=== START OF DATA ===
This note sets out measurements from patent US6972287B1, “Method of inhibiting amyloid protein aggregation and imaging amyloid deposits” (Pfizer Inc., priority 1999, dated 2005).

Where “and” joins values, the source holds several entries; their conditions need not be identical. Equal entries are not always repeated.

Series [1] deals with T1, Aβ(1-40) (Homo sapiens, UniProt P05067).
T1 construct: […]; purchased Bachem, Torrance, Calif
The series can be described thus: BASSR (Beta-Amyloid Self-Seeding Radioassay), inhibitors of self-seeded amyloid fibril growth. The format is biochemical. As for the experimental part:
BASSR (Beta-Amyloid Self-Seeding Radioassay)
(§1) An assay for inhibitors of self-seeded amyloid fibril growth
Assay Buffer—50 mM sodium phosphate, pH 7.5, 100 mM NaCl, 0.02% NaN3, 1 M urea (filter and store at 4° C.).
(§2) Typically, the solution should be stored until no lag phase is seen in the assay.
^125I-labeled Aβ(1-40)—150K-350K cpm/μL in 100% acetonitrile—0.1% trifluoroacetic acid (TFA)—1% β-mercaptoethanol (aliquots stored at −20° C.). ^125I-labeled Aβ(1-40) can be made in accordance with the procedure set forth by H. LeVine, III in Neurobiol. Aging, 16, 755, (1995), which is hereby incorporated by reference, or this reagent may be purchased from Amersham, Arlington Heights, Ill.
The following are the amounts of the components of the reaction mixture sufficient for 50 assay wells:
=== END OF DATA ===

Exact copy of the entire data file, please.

This note sets out measurements from patent US6972287B1, “Method of inhibiting amyloid protein aggregation and imaging amyloid deposits” (Pfizer Inc., priority 1999, dated 2005).

Where “and” joins values, the source holds several entries; their conditions need not be identical. Equal entries are not always repeated.

Series [1] deals with T1, Aβ(1-40) (Homo sapiens, UniProt P05067).
T1 construct: […]; purchased Bachem, Torrance, Calif
The series can be described thus: BASSR (Beta-Amyloid Self-Seeding Radioassay), inhibitors of self-seeded amyloid fibril growth. The format is biochemical. As for the experimental part:
BASSR (Beta-Amyloid Self-Seeding Radioassay)
(§1) An assay for inhibitors of self-seeded amyloid fibril growth
Assay Buffer—50 mM sodium phosphate, pH 7.5, 100 mM NaCl, 0.02% NaN3, 1 M urea (filter and store at 4° C.).
(§2) Typically, the solution should be stored until no lag phase is seen in the assay.
^125I-labeled Aβ(1-40)—150K-350K cpm/μL in 100% acetonitrile—0.1% trifluoroacetic acid (TFA)—1% β-mercaptoethanol (aliquots stored at −20° C.). ^125I-labeled Aβ(1-40) can be made in accordance with the procedure set forth by H. LeVine, III in Neurobiol. Aging, 16, 755, (1995), which is hereby incorporated by reference, or this reagent may be purchased from Amersham, Arlington Heights, Ill.
The following are the amounts of the components of the reaction mixture sufficient for 50 assay wells: